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Superbugs create super opportunity

Helen Palmer Jun 7, 2007

TEXT OF STORY

MARK AUSTIN THOMAS: Sometimes a hospital isn’t the best place to get well. It’s becoming increasingly full of dangerous bugs resistant to antibiotics. About 5 out of every 100 patients catches an infection there. But, Helen Palmer reports from the Health Desk at WGBH, those statistics represent an opportunity for the pharmaceutical industry.

Helen Palmer: In recent years, terms like Methicillin-resistant Staphylococcusaureus — or MRSA— have begun to trip off our tongues as these dangerous bacteria have become a widespread problem in hospitals. New analysis says the costs are huge.

Mansi Shah: There’s probably about $1.5 billion spent on hospital acquired infections.

Mansi Shah is an analyst with research company Datamonitor. She says the drug industry’s risen to the challenge with effective new but pricey antibacterials. Pfizer’s Zyvox, for example, costs about $150 a day.

Shah: There’s lots of companies who’ve targeted that particular market and there’s lots of drugs in the pipeline targeted towards the MRSA market.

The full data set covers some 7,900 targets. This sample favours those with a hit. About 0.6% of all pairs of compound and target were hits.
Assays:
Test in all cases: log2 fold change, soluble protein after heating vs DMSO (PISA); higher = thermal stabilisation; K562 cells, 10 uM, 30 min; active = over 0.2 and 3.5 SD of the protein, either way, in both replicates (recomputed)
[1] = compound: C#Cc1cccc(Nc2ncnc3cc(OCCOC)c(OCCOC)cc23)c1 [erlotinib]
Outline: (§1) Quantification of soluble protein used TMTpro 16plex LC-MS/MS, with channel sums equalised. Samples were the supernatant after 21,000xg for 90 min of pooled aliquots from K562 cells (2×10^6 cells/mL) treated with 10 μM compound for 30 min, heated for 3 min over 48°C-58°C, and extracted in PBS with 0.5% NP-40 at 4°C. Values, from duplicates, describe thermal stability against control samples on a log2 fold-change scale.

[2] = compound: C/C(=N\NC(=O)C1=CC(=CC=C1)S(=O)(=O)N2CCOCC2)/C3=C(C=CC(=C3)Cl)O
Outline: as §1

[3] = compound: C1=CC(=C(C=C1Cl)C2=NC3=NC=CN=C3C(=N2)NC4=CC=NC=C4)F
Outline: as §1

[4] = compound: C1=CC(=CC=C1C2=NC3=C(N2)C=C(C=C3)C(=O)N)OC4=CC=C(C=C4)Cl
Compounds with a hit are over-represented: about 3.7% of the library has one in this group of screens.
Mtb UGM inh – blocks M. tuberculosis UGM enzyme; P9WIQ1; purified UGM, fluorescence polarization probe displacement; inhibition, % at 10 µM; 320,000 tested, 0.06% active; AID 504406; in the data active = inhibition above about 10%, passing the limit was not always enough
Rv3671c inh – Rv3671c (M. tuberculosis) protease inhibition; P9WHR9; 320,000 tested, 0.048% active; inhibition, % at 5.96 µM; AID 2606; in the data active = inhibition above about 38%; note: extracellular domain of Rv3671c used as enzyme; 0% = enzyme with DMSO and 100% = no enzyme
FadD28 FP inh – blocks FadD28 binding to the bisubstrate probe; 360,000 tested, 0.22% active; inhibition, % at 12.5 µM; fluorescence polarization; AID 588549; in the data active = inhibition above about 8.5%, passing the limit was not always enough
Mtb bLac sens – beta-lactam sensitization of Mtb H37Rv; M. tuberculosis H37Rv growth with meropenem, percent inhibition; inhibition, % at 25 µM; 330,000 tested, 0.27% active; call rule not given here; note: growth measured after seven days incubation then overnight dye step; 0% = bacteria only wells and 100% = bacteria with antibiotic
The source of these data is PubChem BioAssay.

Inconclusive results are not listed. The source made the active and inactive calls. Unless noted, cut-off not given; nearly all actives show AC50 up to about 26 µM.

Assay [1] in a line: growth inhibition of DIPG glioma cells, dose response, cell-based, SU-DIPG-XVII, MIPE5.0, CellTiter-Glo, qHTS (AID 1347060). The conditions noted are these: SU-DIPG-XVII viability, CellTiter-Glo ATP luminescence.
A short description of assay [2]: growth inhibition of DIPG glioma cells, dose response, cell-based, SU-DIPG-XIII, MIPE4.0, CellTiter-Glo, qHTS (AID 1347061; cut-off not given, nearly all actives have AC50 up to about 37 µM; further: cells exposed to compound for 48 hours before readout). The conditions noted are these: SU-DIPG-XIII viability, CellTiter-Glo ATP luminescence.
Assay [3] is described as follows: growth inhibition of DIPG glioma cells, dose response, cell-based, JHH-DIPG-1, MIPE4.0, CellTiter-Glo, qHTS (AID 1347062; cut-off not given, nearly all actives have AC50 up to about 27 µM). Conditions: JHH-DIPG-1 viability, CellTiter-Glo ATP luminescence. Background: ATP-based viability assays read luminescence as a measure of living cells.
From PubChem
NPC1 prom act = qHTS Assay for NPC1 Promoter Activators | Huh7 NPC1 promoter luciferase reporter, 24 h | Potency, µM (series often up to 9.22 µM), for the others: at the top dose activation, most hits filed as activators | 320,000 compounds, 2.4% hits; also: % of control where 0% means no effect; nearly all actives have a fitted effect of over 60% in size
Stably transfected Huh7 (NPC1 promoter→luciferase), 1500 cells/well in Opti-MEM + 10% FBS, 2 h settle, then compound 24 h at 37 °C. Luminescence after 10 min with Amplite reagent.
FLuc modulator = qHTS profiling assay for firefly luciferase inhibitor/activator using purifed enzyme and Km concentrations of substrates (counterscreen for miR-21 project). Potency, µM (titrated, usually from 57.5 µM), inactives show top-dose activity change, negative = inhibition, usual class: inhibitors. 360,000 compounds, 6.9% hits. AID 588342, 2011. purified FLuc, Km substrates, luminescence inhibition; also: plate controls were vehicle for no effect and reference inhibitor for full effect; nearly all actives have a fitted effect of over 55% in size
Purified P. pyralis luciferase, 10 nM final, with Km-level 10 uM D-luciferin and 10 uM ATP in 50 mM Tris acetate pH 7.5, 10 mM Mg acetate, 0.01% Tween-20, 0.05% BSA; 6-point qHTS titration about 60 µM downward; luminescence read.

But Shah says choices are very limited for other resistant bacteria, including bugs that cause hospital-acquired pneumonia. Only one company, Johnson & Johnson, has drugs in the pipeline to tackle that. It filed for FDA approval of one just yesterday.

In Boston, I’m Helen Palmer for Marketplace.

TEXT OF STORY

MARK AUSTIN THOMAS: Sometimes a hospital isn’t the best place to get well. It’s becoming increasingly full of dangerous bugs resistant to antibiotics. About 5 out of every 100 patients catches an infection there. But, Helen Palmer reports from the Health Desk at WGBH, those statistics represent an opportunity for the pharmaceutical industry.

Helen Palmer: In recent years, terms like Methicillin-resistant Staphylococcusaureus — or MRSA— have begun to trip off our tongues as these dangerous bacteria have become a widespread problem in hospitals. New analysis says the costs are huge.

Mansi Shah: There’s probably about $1.5 billion spent on hospital acquired infections.

Mansi Shah is an analyst with research company Datamonitor. She says the drug industry’s risen to the challenge with effective new but pricey antibacterials. Pfizer’s Zyvox, for example, costs about $150 a day.

Shah: There’s lots of companies who’ve targeted that particular market and there’s lots of drugs in the pipeline targeted towards the MRSA market.

But Shah says choices are very limited for other resistant bacteria, including bugs that cause hospital-acquired pneumonia. Only one company, Johnson & Johnson, has drugs in the pipeline to tackle that. It filed for FDA approval of one just yesterday.

In Boston, I’m Helen Palmer for Marketplace.

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